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Tomorrow, writer Cullen Bunn and artist Brian Hurtt‘s holiday prose/sequential art tale, The Sixth Gun Short Story, Them What Ails Ya: A Christmas Yarn, reaches its final installment at the Oni Press blog. As described when initially announced: “A tale of medicine shows, magic tonics, outlaws, cannibals, and bona fide Christmas miracles will run every Tuesday beginning December 1st and ending December 22nd on the Oni Press blog. Each segment will feature another chapter of Cullen Bunn’s prose short accompanied by a Brian Hurtt illustration and an original comic-strip will bookend the story.” My thanks to Bunn and Hurtt for their time.
Tim O’Shea: In what ways has your collaborative style evolved–comparing your present day work with the experience of creating The Damned?
Cullen Bunn: Over the years, I think Brian and I have gotten more comfortable working with other. We really have a good feel for how we work best. We’ve thrown ideas for collaborations around for years, but I don’t think we realized how often we were “on the same page” until we started working on The Damned and The Sixth Gun. I can’t tell you how many times one of us has come up with a “brilliant idea” only to learn that the other had a similar or complementary thought. We’ve also gotten a lot more comfortable letting each other know when we’re traveling down the wrong path. With the Sixth Gun, we spent a lot more time at a white board, thumbnailing, outlining, and even scripting certain scenes. It’s a different approach for both of us, but it has been successful. We’ll probably do more of this with future projects.
Brian Hurtt: Hey–that’s exactly what I was going to say! I’ve always known that Cullen and I were interested in the same things, the same kinds of stories, genres, etc., but it wasn’t until we started working together that I realized what a good team we make. A good deal of this just comes from the simple fact that Cullen is a great, and patient, collaborator. And like Cullen had mentioned, it still amazes me at how often we are on the same page–we almost finish each others sentences, in a creative sense. I’ve come to appreciate the dynamic we have more and more as I talk to other people who have tried collaborating on projects with friends or other professionals. We’ve never even come close to a heated exchange because we both know when to bend and for the most part we are so close in our storytelling sensibilities. I look forward to years and years of collaborating with Cullen.
Bunn: Forget it. I’m gonna be too big to work with you soon enough.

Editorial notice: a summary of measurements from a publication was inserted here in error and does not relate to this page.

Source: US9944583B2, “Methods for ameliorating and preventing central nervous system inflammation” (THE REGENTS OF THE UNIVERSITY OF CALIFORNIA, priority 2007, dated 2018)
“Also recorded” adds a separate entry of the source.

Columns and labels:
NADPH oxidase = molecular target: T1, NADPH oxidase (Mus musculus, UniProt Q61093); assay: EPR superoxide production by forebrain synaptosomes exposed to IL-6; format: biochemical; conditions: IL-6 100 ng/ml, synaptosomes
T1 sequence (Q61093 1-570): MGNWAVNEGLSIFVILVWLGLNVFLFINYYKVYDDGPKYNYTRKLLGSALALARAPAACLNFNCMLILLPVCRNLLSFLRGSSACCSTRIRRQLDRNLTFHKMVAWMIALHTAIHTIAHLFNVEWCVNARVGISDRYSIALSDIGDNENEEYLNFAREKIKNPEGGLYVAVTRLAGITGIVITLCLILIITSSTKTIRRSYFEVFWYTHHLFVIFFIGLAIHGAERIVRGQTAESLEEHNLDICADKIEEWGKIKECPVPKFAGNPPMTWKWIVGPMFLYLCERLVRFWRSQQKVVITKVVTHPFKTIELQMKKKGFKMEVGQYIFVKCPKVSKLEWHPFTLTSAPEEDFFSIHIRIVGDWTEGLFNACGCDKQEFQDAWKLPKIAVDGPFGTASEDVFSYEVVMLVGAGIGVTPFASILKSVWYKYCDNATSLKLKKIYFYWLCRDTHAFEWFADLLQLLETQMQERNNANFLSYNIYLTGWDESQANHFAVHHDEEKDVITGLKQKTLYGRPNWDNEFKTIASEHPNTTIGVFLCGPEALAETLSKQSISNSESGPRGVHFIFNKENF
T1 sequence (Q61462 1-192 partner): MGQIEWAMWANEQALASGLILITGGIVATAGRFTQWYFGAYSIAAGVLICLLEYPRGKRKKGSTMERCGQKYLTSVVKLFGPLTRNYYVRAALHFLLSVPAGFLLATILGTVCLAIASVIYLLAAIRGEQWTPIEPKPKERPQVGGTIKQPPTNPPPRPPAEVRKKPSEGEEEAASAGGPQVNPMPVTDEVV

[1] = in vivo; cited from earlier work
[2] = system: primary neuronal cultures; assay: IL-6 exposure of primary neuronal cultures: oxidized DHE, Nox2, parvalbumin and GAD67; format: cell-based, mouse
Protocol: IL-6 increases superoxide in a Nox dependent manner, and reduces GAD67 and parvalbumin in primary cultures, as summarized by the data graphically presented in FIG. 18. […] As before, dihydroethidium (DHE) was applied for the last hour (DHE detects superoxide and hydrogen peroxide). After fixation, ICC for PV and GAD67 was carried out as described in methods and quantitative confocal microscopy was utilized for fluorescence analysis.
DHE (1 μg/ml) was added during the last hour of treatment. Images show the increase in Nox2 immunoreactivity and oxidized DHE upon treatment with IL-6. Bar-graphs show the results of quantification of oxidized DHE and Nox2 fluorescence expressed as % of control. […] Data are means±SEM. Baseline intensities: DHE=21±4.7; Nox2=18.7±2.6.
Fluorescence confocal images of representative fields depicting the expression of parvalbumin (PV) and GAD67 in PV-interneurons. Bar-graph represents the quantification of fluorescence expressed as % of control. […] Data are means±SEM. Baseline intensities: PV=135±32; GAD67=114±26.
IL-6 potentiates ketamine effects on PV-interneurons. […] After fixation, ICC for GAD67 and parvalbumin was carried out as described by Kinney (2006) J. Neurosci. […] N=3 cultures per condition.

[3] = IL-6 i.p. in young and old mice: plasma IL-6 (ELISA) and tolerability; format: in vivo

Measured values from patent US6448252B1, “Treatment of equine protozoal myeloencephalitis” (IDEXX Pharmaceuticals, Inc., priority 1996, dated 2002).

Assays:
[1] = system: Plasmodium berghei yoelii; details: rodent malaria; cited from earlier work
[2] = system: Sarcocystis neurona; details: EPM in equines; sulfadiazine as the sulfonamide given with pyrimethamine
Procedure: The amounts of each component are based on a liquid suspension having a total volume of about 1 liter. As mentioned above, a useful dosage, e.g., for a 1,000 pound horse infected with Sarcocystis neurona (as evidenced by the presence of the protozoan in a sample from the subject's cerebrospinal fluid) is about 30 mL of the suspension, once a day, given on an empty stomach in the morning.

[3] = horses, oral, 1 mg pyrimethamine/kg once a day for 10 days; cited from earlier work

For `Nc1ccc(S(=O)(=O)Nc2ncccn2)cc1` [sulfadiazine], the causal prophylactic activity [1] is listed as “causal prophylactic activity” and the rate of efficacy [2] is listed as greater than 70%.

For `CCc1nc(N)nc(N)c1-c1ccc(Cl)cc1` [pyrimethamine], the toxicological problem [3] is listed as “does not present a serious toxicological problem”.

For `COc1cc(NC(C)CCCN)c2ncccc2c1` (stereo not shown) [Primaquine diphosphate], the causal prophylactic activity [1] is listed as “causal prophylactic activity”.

O’Shea: One doesn’t normally think western pulp and Christmas-time as being compatible themes–who initially proposed doing such a tale?
Hurtt: I know that Cullen and I had discussed doing Sixth Gun prose stories as far back as a year ago. We had intended to do stories,and possibly even publish some, in the old Dime Novel tradition. But, if I’m not mistaken, I think it may have been James Lucas Jones (Oni’s Editor-in-Chief) who suggested doing a serialized story on the Oni blog for Christmas.
Bunn: Brian’s memory serves him correctly. James caught wind that we wanted to do some illustrated prose stories, and he immediately suggested we try a Christmas tale. I’m not sure how he made the connection, but my guess is one of his favorite holiday memories involves finding some six-shooter cap guns and a felt cowboy hat under the tree one year. In either case, as soon as he mentioned a Christmas theme, the plot for “Them What Ails Ya” jumped into my head.
O’Shea: In terms of the art, what influenced the decision to leave some of the art black and white and some of it color?
Hurtt: The choice to do black and white illustrations for the story was inspired by the woodcut illustrations prominent in publications (like Dime novels) of the 19th century. I wanted to do something in the style of art to help get across the sense of the period.
The color comic strips that bookend the short story were done in response to the black and white drawings. I stepped back and realized that this short story would be the first encounter that most people would have with the world of the Sixth Gun and I didn’t want them to come away from it thinking that it would be a black and white comic. And given that even the style of drawing in the illustrations is different than the comic it was decided to give people a little preview of what the actual comic would look like.